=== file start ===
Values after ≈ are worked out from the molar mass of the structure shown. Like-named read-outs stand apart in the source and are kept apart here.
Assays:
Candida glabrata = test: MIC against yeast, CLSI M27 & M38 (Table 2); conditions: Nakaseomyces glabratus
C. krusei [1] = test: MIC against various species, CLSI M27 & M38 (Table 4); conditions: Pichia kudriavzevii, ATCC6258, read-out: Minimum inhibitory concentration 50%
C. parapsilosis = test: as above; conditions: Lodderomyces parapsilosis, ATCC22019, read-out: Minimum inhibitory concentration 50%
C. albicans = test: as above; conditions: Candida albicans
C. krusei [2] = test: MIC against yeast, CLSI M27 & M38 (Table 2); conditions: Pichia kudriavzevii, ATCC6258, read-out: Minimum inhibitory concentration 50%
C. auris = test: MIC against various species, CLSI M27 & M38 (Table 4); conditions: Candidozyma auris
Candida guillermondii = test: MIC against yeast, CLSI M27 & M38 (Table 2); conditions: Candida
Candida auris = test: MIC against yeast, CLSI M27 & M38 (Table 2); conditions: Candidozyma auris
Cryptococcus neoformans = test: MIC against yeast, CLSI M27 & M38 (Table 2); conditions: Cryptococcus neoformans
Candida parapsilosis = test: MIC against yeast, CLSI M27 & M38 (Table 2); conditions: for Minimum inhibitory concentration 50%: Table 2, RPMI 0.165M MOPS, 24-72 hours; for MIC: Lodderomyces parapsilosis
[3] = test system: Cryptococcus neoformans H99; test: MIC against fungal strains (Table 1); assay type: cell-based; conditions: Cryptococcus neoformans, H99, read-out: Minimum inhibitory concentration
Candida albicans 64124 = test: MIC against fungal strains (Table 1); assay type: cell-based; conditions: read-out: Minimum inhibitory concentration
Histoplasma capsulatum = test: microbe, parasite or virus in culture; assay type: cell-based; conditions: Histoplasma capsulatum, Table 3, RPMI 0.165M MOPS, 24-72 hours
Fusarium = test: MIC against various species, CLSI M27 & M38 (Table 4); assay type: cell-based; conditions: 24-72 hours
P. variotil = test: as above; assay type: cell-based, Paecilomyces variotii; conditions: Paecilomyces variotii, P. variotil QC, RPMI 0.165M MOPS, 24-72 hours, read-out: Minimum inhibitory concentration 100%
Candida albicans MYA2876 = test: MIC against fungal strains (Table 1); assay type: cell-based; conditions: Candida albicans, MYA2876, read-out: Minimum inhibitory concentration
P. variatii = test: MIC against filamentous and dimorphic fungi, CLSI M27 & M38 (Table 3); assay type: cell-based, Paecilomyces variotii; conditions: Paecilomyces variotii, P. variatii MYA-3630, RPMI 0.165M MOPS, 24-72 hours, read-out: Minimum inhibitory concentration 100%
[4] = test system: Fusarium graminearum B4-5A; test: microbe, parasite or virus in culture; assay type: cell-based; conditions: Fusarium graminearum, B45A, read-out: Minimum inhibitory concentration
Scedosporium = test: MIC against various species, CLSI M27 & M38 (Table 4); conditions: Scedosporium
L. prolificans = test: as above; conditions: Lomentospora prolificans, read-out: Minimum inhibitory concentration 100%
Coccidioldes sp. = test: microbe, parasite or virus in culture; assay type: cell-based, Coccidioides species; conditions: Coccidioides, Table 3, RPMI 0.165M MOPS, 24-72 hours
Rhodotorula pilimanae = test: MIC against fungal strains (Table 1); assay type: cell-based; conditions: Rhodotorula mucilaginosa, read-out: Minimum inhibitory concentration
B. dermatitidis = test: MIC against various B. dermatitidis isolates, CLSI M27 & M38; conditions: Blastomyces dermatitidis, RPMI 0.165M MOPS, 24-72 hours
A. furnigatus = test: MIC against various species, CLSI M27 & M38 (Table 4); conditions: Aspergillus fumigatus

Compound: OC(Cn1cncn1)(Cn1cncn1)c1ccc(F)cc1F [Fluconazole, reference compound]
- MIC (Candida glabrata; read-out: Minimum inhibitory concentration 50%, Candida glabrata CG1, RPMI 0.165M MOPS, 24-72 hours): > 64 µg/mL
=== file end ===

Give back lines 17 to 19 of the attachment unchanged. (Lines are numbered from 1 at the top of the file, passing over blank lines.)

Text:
P. variotil = test: as above; assay type: cell-based, Paecilomyces variotii; conditions: Paecilomyces variotii, P. variotil QC, RPMI 0.165M MOPS, 24-72 hours, read-out: Minimum inhibitory concentration 100%
Candida albicans MYA2876 = test: MIC against fungal strains (Table 1); assay type: cell-based; conditions: Candida albicans, MYA2876, read-out: Minimum inhibitory concentration
P. variatii = test: MIC against filamentous and dimorphic fungi, CLSI M27 & M38 (Table 3); assay type: cell-based, Paecilomyces variotii; conditions: Paecilomyces variotii, P. variatii MYA-3630, RPMI 0.165M MOPS, 24-72 hours, read-out: Minimum inhibitory concentration 100%